What is most exciting about VR is the canvas it presents: Right to Pray director Khushboo Ranka

Right to Pray is India's first virtual reality documentary. The film had it's world premiere at the 2016 Toronto International Film Festival as a part of the POP VR section of programming. We spoke to the film's director Khushboo Ranka on exploring this new frontier and what the future holds for VR in India and beyond. 

Right to Pray is the first virtual reality film from India. Being the first brings its own pressures, challenges, expectations. Did you feel any of that when making the film?

Yeah majorly. At that time, we were taking a small break from the edit on An Insignificant Man. We had just finished the initial edit and were getting feedback from our producers and other collaborators on the project. It was a small window of time where we were not actively editing but more like figuring out what to do with what we had. With the whole VR thing, Anand is the one who is really pushing for it. I was actually a skeptic for the longest time. I was like ‘how can you expect people to wear this and watch the film?’ Anand was convinced of the technology and he showed me a few pieces which were just mind blowing and I was converted, they were so so immersive. It’s a whole different kind of experience.

We are working on this magazine ElseVR where we are basically going to do stories in VR. So documentaries and creative pieces in VR. The editor on the magazine, Shubhangi she told me this was an ongoing story about women who were trying to enter temples and that she had some access in the Trimbakeshwar temple which is where we were going to shoot. She said ‘why don’t you just come with me and we’ll go and access the situation, and then we will get somebody to film it.’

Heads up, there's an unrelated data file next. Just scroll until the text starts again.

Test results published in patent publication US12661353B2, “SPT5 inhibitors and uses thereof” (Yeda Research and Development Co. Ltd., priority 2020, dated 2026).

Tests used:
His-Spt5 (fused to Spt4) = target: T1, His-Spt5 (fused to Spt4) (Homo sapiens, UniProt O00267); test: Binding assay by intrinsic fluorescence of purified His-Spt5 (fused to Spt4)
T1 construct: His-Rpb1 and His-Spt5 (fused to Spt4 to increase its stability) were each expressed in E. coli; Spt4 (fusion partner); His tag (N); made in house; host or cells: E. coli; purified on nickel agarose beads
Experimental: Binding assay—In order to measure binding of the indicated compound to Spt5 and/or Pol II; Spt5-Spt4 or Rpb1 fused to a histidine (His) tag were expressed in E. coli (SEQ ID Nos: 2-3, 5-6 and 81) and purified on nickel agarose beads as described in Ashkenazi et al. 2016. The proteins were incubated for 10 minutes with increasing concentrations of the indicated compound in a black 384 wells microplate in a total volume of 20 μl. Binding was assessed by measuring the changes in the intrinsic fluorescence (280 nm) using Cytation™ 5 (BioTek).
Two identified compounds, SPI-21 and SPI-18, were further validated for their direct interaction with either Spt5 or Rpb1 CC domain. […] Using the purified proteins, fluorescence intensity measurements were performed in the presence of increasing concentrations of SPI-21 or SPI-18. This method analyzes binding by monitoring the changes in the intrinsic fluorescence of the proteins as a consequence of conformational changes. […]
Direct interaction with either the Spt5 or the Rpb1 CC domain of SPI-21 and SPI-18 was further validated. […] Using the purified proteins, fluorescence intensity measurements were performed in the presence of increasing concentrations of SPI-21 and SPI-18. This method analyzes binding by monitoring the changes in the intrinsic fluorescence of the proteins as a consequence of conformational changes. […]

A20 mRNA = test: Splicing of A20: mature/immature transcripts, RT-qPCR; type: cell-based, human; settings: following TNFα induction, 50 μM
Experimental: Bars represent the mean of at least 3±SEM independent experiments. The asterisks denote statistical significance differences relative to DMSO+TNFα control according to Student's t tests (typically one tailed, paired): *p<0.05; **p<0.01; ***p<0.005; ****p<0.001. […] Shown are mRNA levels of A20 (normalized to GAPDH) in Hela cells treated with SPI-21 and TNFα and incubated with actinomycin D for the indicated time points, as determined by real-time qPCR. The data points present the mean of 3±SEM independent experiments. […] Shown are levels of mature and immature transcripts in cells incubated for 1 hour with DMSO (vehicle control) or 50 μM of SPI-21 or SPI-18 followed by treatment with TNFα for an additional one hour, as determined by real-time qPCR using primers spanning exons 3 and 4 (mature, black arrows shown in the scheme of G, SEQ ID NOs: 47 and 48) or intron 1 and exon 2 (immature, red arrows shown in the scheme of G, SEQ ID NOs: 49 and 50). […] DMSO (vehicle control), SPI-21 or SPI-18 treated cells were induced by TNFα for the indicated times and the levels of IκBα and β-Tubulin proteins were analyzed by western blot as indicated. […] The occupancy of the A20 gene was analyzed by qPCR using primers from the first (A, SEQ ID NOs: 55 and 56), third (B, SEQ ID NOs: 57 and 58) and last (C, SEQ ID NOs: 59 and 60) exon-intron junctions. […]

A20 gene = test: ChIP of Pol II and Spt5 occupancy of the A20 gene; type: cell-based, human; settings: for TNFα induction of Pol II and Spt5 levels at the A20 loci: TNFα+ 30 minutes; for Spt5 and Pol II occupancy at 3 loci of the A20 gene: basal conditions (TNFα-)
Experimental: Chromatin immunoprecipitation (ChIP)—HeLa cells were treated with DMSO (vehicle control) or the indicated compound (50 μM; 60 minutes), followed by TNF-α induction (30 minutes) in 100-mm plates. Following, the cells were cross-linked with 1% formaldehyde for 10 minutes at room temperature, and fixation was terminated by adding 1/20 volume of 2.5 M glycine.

When we went there, it was such an interesting story for me. Here were these women who are not really great, ideological feminists or whatever and they were hell bent on entering temples they were not allowed to. Personally I am an atheistic but when I got there I understood this was not just a religious thing, it’s very much a political thing. Society is built on these ideas, if your God is going to distinguish between men and women there is no wonder that when you go back home your parents will distinguish between a girl and a boy. Those ideas are really powerful. They permeate and are amplify in ways which are profoundly discriminatory. It stirred me enough to say to Shubhangi, yes we should make a film on this. At the time there was nobody who wanted to work in VR because it’s such a new medium. In a way I just did it because nobody else was going to do it. I stepped in and then we went and shot at the temple. I did it completely on instinct and shot blindly building on my own experience of what we did during An Insignificant Man, gauging where the action is going to be and things like that. Shot everything blindly went back to see what we had got and thankfully we had enough material to construct a compelling story out of it.  

Is the infrastructure and technology present for VR to be explored as a medium of storytelling in India?

It is exponentially increasing. When you look at it, any new technology is overwhelming in the beginning. When filmmaking first began, the earliest cinema graphs and the way of seeing films was as inaccessible and difficult as virtual reality seems today. It needs one leap and everything changes. The interest people and big players like Facebook and Samsung have shown and put their money into it is encouraging. It seems like this is going to be around for a while and is not just a flash in the pan. There will be tipping point where suddenly everyone will have it. And then it will be like we need stuff to watch on this. 

What does virtual reality as a medium offer in terms of story telling as a filmmaker?

It is amazing, there are logistical challenges but there are also opportunities. Speaking about the challenges for example - you can’t do close ups, longshots and mid shots. You have set your frame and that’s basically what it is. It is essentially a long shot and the characters are moving in that plane of depth. You can’t zoom in and zoom out, even when you try to pan it is a little bit disorientating. And then the editing process is very different. You are not cutting so much from one person to another like you would in traditional film language. You are allowing it play out and in way the viewer is the editor, they will decide which direction they want to look in. What is most exciting about VR is the canvas it presents. The entire world is the canvas immediately and instantaneously. You are transported to another world entirely. There are no words to describe the feeling of in a minute being transported to somewhere completely different.

JOIN THE FILMICAFE NATION